The static IP addresses feature is only available on paid subscriptions.
The static IP addresses feature is mainly useful if you have a self-hosted git server or if you deploy/push build artifacts to something that is hosted behind your own firewall.
If you are unsure if you need static IP addresses, keep reading. If you know you need it, jump to Setting up static IP addresses to get started.
When to use static IP addresses
There’s no need for static IP addresses if you’re deploying to Heroku or similar cloud services, as they generally allow connections from any public IP address.
If you use AWS, Google Cloud, or Azure you shouldn’t need to use static IP addresses, unless you have a VPC setup that does not allow access from public networks.
As a general rule, you only need static IP addresses if you are connecting to a server/service that does not have a public IP address.
How static IP addresses work
Once the static IP addresses feature is enabled, all traffic from CodeShip builds will originate from one of the eight IP addresses listed further below.
This will allow you to open your firewall to allow access from just these IP addresses, instead of allowing access from the entire AWS us-east-1 network (or worse still, from any public IP address). Our static IP addresses also won’t change, at least not without sufficient notice, which makes maintenance much easier.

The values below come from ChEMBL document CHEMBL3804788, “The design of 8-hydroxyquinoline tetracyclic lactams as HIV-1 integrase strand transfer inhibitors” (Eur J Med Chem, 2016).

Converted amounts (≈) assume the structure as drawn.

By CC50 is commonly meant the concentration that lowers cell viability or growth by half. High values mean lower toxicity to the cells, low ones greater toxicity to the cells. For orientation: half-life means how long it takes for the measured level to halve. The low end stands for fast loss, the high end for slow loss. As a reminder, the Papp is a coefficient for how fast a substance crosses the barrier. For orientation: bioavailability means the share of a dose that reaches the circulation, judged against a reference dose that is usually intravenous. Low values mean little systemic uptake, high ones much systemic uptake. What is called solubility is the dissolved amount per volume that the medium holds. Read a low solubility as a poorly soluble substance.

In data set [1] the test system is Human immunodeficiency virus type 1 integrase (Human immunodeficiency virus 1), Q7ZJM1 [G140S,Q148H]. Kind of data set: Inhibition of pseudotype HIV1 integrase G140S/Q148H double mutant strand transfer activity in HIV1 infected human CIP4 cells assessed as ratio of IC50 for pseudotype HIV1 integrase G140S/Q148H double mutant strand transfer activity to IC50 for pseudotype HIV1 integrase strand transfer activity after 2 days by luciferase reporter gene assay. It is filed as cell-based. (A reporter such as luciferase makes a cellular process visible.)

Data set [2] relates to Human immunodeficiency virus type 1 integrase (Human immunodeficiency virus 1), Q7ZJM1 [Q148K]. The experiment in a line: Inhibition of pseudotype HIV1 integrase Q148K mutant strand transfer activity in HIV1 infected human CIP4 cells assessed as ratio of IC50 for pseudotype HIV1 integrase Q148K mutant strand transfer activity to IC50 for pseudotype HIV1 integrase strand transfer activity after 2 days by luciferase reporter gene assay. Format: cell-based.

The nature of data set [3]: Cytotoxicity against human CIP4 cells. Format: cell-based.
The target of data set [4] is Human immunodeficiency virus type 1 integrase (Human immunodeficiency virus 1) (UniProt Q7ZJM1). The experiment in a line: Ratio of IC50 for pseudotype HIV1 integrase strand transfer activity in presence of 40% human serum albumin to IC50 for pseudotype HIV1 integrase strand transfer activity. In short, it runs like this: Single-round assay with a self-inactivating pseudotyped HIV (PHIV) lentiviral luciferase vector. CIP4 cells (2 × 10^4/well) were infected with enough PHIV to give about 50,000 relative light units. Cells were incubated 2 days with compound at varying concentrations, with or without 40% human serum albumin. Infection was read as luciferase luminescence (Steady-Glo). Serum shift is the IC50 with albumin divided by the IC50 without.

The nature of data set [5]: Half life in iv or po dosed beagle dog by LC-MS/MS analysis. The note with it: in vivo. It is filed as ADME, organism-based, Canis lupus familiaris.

Note, the static IP addresses only apply to traffic originating from CodeShip builds. If your organization limits outgoing traffic, you won’t be able to rely on these eight IP addresses to limit outbound traffic to CodeShip.
Setting up static IP addresses
The first step is to enable the static IP addresses feature on CodeShip:
Navigate to the account that needs the static IP addresses feature
Click the dropdown in the upper right corner and select
Organization Settingson the bottom
Static IP Addressesbox and save the changes
Next step is to open your firewall to the IP addresses listed below. How to do this depends on your firewall, so we’re not going to cover that here.
22.214.171.124 126.96.36.199 188.8.131.52 184.108.40.206 220.127.116.11 18.104.22.168 22.214.171.124 126.96.36.199
Generally you should only open access to these IP addresses on the ports that you expect requests to come from.
See the documentation for Self Hosted SCM for details on which ports to open to be able to connect to your internal SCM.